In 1983, children in California discovered the skull of a victim with a unique gold tooth. Finally she was identified.

Officials say the remains of a victim whose skull was found by children in a Southern California town in 1983 have been identified 41 years after they were first discovered.

Orange County Sheriff’s Department He identified the victim Friday as Maritza Klein Grimmett, a Panamanian who immigrated to the United States in the late 1970s. Grimmett was 20 years old when he disappeared, authorities said in a news release. The investigation used DNA analysis of Grimmett’s remains, which helped investigators identify relatives.

After children discovered Grimmett’s skull while playing in an area of ‚Äč‚ÄčLake Forest, 43 miles southeast of Los Angeles, 70% of his remains were exhumed from the ground.

Preliminary anthropometric examination revealed the victim to be a black or mixed-race female, aged 18-24, with a slight build and distinctive gold teeth. But for decades to come, authorities were unable to identify the woman.

Maritza Klein Grimmett

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In 2022, a DNA sample was sent from Grimmett’s remains Other laboratories, a Texas-based forensic team, the sheriff’s department said. DNA extraction and testing was funded by the Missing Persons Program at the US Department of Justice. Authorities later traced “a direct family line” to Grimmett and contacted one of his distant relatives in 2023, they said.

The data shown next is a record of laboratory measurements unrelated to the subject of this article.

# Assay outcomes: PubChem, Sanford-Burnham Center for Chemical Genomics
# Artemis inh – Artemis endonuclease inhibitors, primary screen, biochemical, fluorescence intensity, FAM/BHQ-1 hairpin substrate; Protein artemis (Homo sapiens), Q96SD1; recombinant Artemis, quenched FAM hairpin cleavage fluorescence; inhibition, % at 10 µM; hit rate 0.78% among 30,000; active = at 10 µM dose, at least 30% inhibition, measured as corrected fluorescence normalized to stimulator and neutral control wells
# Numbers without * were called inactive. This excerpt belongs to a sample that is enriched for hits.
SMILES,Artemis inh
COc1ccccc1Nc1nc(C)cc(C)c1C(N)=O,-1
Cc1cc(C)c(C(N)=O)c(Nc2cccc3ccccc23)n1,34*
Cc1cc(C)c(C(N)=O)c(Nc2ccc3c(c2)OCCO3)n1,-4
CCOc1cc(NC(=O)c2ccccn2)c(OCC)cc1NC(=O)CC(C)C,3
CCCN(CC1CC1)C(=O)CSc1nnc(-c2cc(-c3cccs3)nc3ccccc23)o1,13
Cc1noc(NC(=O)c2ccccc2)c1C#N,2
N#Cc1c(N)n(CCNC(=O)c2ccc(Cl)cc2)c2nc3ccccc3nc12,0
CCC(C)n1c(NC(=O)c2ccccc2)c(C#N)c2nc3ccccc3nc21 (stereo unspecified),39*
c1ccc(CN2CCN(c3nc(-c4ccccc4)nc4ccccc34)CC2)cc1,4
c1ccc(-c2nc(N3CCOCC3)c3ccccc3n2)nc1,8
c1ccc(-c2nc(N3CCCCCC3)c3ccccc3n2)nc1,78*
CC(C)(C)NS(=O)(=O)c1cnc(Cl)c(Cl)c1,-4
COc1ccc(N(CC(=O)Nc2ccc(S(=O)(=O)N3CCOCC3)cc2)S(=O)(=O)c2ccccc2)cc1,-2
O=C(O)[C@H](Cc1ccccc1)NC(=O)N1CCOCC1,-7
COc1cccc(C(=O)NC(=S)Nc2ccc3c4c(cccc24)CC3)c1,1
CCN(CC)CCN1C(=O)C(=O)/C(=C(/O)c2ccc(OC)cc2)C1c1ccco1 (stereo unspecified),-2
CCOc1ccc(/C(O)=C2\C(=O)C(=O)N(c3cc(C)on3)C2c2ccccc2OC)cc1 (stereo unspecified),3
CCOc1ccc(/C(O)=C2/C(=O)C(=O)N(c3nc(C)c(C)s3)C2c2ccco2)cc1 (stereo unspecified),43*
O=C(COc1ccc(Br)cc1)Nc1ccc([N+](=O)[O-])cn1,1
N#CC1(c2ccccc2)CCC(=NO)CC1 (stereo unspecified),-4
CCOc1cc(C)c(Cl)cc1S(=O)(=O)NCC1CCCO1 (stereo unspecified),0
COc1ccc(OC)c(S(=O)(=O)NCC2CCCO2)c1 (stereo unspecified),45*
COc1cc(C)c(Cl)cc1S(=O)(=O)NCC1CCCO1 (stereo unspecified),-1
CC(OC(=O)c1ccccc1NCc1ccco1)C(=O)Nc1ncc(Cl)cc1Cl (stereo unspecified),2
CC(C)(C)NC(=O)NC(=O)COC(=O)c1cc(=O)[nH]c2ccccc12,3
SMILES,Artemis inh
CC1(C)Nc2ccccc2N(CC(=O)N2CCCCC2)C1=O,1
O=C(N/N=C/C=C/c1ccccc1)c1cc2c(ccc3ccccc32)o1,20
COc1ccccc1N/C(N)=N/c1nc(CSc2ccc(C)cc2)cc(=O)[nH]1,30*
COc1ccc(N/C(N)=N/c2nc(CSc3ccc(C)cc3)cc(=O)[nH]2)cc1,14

The sheriff’s department said the relative suggested that the findings of the forensic investigation be posted on a Facebook group focused on missing women from the 1970s and 1980s. A month after the findings were released, a woman approached investigators and said she believed she was the victim’s missing mother.

Forensic renderings of Jane Doe in 2022.

Orange County Sheriff’s Department


Relatives later submitted DNA samples to authorities, who identified the victim.

In the summer of 1978, Grimmett married a U.S. Marine and gave birth to a daughter, officials said. After the family lived in Ohio and Tennessee, the couple began divorce proceedings in 1979. Grimmett told her sister she was moving to California, but her family never heard from her again, authorities said.

Othram said Grimmett’s case is the 39th in California where authorities have used its technology to publicly identify a person. Last month, Othram helped identify a skeleton found in a plastic bag in California in 1985 as that of a woman. Born in 1864 and died a century ago.

The investigation into Grimmett is ongoing. Anyone with information about this case is asked to contact Investigator Bob Taft at 714-647-7045 or [email protected]. Anonymous tips can be submitted to OC Crime Stoppers at 855-TIP-OCCS (855-847-6227) or at occrimestoppers.org.

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